COLUMBUS: With 47 seconds left in the game, the Ohio State Buckeyes were besieged by a forest fire closing in from behind, hurricane winds dead ahead, the vortex of a tornado approaching from the left and the earth to their right shaken and split by an epic quake.
There was only one thing to do: Summon Kenny Guiton.
Until Saturday, there was no reason for Guiton to order a blue cape with a red “S” from the college bookstore. Far from it. He had the misfortune to matriculate at Ohio State at a time when both Terrelle Pryor and then Braxton Miller hogged the headlines at quarterback.
No matter. Guiton persisted. He was not without ability, and you just never know what’s around the next bend in the road. So with the Buckeyes trailing Purdue 22-14 and Guiton having thrown an interception in his team’s previous possession, the fourth-year junior got another chance — though nobody would have described it that way — with 47 seconds to play in the fourth quarter following a Boilermaker punt.
Sixty-one yawning yards stretched from the line of scrimmage to the Purdue end zone. The Buckeyes had no timeouts, and their wondrous first-string quarterback, Miller, was in the hospital (he was released about three hours later) with an apparent head injury after a hard tackle in the waning minutes of the third quarter.
Fans were already leaving Ohio Stadium when Guiton’s miracle drive began — and under the circumstances, you could hardly blame them. But on the first play from scrimmage, Guiton hit Devin Smith with a 39-yard pass to advance the ball to the Purdue 22. Eight more yards disappeared on a pass to Evan Spencer. Two plays later, Carlos Hyde ran for the first down, and Guiton spiked the ball with a mere 15 seconds to play and 11 more yards to cover.
Then came a crucial, but obvious pass-interference call on a throw to Spencer in the end zone, putting the ball at the 2-yard line. Guiton finished the drive with a pass to Chris Fields, who made a rolling catch barely across the goal line with three seconds left.
“After that catch, I must have thanked him a million times,” Guiton said.
But the Buckeyes still needed a two-point conversion. Guiton rolled right, looked left and tight end Jeff Heuerman was wide open.
Guiton had practiced the play often and knew it would work.
“It was over with,” he said. “You could take that one home.”
The overtime period was almost anticlimactic. After 47 seconds of doing everything right — which followed 59-plus minutes of doing virtually everything wrong — the Buckeyes weren’t going to blow it. So Hyde bulled 1 yard for the go-ahead touchdown, and the defense held Purdue to 5 yards on four plays to make the 29-22 win official.
You could see Guiton settle in after a shaky start.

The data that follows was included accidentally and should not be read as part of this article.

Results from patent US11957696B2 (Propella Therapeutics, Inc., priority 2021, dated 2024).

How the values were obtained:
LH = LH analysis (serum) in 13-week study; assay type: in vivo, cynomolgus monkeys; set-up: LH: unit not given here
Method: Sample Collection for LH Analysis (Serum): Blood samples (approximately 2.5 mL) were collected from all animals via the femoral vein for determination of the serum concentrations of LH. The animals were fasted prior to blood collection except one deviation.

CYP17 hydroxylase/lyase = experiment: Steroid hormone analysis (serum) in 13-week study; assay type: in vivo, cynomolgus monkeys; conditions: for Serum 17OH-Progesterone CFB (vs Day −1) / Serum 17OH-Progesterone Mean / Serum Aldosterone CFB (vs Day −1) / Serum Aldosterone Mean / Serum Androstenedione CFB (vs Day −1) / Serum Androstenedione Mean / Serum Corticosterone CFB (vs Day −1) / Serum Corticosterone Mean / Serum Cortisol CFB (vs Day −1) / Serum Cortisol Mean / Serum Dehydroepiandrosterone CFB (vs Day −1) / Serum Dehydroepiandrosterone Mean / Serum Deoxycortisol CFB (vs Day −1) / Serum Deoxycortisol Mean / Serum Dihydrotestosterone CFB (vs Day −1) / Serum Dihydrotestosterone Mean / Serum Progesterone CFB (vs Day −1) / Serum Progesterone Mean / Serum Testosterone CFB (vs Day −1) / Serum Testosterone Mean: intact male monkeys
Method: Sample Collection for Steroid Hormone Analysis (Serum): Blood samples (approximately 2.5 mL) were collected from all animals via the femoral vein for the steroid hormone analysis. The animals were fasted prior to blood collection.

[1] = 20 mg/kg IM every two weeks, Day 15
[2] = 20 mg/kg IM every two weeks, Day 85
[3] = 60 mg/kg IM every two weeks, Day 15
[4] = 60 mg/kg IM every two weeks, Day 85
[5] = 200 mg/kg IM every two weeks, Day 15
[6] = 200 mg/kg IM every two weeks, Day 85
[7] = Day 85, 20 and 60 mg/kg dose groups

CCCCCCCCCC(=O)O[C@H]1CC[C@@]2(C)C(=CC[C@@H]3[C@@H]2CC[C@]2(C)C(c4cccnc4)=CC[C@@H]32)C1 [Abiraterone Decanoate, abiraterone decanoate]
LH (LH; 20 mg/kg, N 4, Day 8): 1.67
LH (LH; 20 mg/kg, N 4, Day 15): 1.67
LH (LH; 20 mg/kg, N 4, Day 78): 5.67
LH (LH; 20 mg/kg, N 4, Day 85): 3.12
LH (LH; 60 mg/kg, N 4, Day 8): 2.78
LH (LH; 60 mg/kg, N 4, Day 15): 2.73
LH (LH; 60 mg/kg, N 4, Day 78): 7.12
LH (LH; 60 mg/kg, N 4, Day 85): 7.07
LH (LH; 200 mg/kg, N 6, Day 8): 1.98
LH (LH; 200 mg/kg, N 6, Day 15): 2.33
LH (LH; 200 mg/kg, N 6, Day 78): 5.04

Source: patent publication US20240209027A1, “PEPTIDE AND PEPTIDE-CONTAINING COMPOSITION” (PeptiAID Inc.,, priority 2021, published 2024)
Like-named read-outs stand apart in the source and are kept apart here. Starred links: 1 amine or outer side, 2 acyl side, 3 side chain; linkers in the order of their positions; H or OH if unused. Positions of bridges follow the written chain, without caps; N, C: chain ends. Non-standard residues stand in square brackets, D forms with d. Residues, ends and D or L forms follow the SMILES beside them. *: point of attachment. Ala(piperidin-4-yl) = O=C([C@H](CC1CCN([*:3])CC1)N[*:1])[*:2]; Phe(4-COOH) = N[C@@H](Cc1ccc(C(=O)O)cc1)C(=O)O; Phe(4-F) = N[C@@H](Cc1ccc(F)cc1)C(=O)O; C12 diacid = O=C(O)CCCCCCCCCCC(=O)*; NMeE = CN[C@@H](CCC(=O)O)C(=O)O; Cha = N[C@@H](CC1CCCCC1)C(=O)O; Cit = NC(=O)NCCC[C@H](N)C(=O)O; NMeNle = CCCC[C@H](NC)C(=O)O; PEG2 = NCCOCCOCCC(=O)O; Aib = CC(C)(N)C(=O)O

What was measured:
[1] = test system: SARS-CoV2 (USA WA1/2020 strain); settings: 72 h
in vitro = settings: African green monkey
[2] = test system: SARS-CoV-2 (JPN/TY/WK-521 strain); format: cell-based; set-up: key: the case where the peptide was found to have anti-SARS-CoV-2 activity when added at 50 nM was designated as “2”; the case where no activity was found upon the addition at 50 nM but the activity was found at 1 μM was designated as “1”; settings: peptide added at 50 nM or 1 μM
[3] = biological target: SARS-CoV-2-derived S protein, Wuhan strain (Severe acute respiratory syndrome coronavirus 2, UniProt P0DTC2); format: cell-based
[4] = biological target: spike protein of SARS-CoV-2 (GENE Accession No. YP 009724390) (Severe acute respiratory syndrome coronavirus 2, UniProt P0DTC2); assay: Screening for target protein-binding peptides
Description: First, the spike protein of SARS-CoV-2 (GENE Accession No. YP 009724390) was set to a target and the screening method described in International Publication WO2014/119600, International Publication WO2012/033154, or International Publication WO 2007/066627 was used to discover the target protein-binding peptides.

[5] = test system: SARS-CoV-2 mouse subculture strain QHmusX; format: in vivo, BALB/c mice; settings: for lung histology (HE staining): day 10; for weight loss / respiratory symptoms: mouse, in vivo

“The people around me calmed me down and got me ready to go,” he said. “But this is what I play football for.”
Maybe what calmed Guiton the most were a few words from coach Urban Meyer after Guiton threw the interception that seemed to end Ohio State’s chances.
“He threw the pick and I grabbed him,” Meyer said. “I said ‘You’re going to win us a game.’ He looked right at me. I think he was down. I think that moment kind of picked him up. We have confidence in Kenny Guiton … He looked right back at me and said, ‘I gotchya coach.’ And how many times has he been in that position? How many times has anybody been in that situation?”
Guiton knew he wasn’t going to vault over Miller and become the Buckeyes’ starter, just like he knew he would play a secondary role when Pryor was calling signals. But he felt it was to his advantage to stick it out in Columbus.
“I don’t feel like that’s a big deal,” Guiton said. “There was never a time when I thought I would have to leave. The education, the football program, everything at Ohio State is top notch. I never felt discouraged. I knew I had talent; I just had to keep my head up.”
Meyer tried to explain how a seldom-used player can rise above his experience level and make heroic plays under extreme duress.
“It’s the same thing as a coach,” Meyer said. “He prepares. We call it competitive excellence, when you work so hard when your number is called. Because of so many reps, you can make a play.”
To put Guiton’s achievement in perspective, when a reporter asked him to name his shining moment before Saturday, he said, “Probably the spring [scrimmage] game.”
“It’s a tribute to that kid,” Meyer said. “He’s a special guy. I hate to say this, but even if he doesn’t complete that pass, that’s a special kid. He’s all Buckeye now.”
For Meyer, that’s as good as it can get.